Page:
I was pleased to read in yesterday's New York Post that the bids for the rights to the story of Dana Giacchetto were only fetching $5,000 on EBay.
Who the heck is Dana Giacchetto you say? He's merely the social climbing punk who while a broker to some well known movie stars bilked them for $10 million and did time in jail after pleading guilty to "knowingly and willfully" defrauding his clients. In 2006 Robert L. Geltzer, the court-appointed trustee for Mr. Giacchetto’s bankrupt company, Cassandra Group, unearthed a book deal in which Mr. Giacchetto was to split the proceeds with Emily White, his biographer, according to today's New York Times.
Apparently you can also bid on a wallet, headphones and a cassette player the now bankrupt Giacchetto once owned. Whoop dee doo! Ostensibly the proeeds of the auction go to the bankruptcy estate.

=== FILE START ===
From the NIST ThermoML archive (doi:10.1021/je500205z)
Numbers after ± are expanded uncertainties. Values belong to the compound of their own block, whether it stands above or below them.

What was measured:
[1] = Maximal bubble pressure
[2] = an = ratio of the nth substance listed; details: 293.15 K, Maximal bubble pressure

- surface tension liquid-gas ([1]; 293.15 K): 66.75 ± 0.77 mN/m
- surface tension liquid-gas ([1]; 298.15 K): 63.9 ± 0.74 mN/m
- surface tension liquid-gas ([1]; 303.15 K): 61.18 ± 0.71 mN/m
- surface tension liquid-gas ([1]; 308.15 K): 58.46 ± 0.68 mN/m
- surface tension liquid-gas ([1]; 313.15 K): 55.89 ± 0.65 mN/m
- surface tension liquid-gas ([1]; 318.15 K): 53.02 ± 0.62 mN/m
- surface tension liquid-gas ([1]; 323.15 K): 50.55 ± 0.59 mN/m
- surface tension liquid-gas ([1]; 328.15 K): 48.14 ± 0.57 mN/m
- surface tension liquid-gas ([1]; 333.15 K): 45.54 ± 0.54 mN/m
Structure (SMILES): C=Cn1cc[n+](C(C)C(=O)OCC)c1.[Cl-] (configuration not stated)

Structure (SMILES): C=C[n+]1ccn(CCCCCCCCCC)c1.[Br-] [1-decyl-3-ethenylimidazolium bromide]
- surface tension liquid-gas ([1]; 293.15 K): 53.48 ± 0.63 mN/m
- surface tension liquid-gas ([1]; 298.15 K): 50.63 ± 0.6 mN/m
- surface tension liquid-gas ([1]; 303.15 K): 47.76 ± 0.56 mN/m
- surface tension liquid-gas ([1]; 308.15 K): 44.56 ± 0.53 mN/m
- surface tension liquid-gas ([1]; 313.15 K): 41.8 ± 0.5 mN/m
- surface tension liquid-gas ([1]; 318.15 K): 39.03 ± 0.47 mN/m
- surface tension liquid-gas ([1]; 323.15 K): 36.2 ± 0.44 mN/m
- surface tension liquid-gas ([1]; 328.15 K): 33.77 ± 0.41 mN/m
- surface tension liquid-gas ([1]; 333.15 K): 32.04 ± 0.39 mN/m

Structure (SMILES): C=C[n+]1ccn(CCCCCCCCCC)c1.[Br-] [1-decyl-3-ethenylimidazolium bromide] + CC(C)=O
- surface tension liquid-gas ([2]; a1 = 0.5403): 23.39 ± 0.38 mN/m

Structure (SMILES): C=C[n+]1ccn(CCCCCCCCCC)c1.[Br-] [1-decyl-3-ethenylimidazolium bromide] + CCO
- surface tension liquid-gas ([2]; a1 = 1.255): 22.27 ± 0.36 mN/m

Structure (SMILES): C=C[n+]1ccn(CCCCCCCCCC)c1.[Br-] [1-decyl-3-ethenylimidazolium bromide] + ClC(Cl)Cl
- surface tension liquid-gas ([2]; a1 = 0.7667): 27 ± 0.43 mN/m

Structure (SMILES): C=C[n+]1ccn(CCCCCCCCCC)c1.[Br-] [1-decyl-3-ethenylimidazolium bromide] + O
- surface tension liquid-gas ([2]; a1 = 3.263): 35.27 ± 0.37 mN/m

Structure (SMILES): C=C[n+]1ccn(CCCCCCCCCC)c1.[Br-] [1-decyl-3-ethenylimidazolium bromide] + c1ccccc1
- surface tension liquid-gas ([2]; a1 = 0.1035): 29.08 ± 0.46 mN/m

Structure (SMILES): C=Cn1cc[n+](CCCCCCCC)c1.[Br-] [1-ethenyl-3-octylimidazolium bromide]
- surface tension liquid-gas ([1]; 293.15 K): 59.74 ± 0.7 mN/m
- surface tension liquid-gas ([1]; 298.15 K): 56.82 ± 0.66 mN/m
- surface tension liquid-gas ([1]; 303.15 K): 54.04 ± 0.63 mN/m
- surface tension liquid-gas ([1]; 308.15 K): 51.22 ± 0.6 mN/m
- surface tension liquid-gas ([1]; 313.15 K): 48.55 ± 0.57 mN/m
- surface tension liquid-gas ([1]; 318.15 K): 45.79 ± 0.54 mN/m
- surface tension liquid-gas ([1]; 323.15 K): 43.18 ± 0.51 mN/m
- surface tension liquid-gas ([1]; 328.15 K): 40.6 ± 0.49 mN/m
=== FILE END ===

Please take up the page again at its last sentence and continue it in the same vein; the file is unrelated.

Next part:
We can all have a laugh about the December 2007 auction of a french fry that David Beckham dropped on the floor of a Nandos restaurant in Wellington New Zealand or cackle about the nincumpoop who hocked a bottle of Coke they drank while watching Becks walk past a museum the same day.
But is it not particularly disturbing that there has been a need in this country to promote people whose "15 minutes of fame" is associated with an illicit act in which people have been physically or financially injured?
As a Registered Settlement Planner I and my industry colleagues work with people who are physically and financially injured and help them plan their financial futures. It is a privilege that most take seriously and play by the rules. Financial scandals such as Madoff, Stanford, Giacchetto, Enron etc. erode people's confidence and create fears in people's minds that may prevent them from making sound financial decisions and taking advice from honest financial advisers.
While I can appreciate that the trustee of a bankruptcy estate must do what it can to find a way repay the victims of illicit acts, does the lack of discretion in using the notoriety to promote the sale of assets simply cause more widespread damage than the original fraud?